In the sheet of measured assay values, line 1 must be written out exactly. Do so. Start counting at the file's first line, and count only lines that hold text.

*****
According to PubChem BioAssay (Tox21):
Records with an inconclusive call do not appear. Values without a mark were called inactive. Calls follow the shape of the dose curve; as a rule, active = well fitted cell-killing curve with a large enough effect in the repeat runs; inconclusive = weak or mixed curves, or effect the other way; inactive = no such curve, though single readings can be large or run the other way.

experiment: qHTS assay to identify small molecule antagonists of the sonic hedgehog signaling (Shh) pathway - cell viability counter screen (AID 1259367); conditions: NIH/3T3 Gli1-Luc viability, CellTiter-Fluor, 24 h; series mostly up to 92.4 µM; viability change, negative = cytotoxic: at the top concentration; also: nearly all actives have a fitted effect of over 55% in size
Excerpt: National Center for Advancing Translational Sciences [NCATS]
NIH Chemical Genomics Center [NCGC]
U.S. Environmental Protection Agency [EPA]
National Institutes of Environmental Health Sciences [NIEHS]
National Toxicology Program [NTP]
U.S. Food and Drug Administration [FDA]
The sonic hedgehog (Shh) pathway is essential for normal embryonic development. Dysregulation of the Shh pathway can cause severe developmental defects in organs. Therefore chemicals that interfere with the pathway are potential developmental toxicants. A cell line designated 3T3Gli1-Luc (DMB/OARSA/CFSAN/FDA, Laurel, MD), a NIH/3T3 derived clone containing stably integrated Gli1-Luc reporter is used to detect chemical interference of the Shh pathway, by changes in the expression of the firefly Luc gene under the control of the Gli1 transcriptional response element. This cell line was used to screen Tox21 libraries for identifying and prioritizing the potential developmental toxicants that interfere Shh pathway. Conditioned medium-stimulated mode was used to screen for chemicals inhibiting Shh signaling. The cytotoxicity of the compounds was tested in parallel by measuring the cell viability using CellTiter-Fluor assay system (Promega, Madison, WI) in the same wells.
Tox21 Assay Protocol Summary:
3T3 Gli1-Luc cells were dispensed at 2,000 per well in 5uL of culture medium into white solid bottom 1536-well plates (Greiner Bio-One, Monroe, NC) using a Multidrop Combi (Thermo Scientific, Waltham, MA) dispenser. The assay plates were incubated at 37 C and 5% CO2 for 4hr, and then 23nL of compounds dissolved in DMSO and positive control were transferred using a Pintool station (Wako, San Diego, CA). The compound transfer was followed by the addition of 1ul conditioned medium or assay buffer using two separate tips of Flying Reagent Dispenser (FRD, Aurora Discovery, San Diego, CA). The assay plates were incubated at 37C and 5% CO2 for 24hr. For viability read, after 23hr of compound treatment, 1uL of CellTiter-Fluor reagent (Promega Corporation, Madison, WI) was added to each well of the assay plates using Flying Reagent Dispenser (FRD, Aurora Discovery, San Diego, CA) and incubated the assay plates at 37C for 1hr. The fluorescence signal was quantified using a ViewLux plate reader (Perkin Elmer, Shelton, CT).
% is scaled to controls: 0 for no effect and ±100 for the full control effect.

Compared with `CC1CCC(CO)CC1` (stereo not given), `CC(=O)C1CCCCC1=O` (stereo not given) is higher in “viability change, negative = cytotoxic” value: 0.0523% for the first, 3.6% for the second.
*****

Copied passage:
According to PubChem BioAssay (Tox21):